There are other investments people make thinking they will provide inflation protection that I don’t recommend: Bitcoin, gold and commodities. Bitcoin is unproven, and too volatile for anything more than a small, fun investment. Gold has had very little correlation to inflation (providing little protection) and hasn’t increased in purchasing power since the days of the Roman Empire. It’s virtually impossible to own physical commodities (unless you have an oil or corn storage facility), so most commodity funds own expensive futures.

I’m of the opinion that balance is the key. While bonds and bond funds that pay a fixed interest rate will decline if interest rates continue to increase, I strongly recommend they be a core part of virtually everyone’s portfolio to provide protection when stocks tank. Stock and bond markets usually, although not always, move in opposite directions.

I recommend sticking to a low-cost and high-quality bond fund and going out to an intermediate-term duration of about five to seven years. Duration is the measure of the sensitivity of the price of bonds and bond funds to a change in interest rates. Two funds are the iShares Core U.S. Aggregate Bond ETF (AGG) and the Vanguard Total Bond Market ETF (BND). The longer the duration, the more a bond fund will likely decline if rates rise. But the silver lining is that the bond fund will begin to yield more over time as it reinvests in bonds paying those higher rates.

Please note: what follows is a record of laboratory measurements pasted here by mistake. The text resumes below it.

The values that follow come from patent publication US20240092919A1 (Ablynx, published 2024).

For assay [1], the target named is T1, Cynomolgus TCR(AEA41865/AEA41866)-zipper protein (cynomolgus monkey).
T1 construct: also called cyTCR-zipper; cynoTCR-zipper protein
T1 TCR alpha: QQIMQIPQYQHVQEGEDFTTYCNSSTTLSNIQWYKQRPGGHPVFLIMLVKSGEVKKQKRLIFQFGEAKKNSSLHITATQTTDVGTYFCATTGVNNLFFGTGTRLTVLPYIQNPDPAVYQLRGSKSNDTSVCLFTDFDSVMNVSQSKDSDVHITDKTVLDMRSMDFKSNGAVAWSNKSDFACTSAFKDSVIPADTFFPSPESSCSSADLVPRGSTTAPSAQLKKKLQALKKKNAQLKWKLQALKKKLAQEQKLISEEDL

And certificates of deposit (CDs) are a good alternative to bond funds for part of the portfolio. They can yield more than government bonds and, if rates do rise, it may be worth paying a penalty to reinvest at a higher rate, if the penalty is low enough and the rate is high enough. That also provides some protection against the possibility of rising rates.

Conclusion

No one actually knows what inflation will be over the next year or decade. Beware of gurus sounding confident that they know. They don’t, I don’t, and it would behoove you to realize that you don’t either. So my advice is to build your nest egg for all seasons, meaning it will withstand high inflation or low.

Allan Roth is a practicing financial planner who has taught finance and behavioral finance at three universities and has written for national publications including The Wall Street Journal. Despite his many credentials (CFP, CPA, MBA), he remains confident that he can still keep investing simple.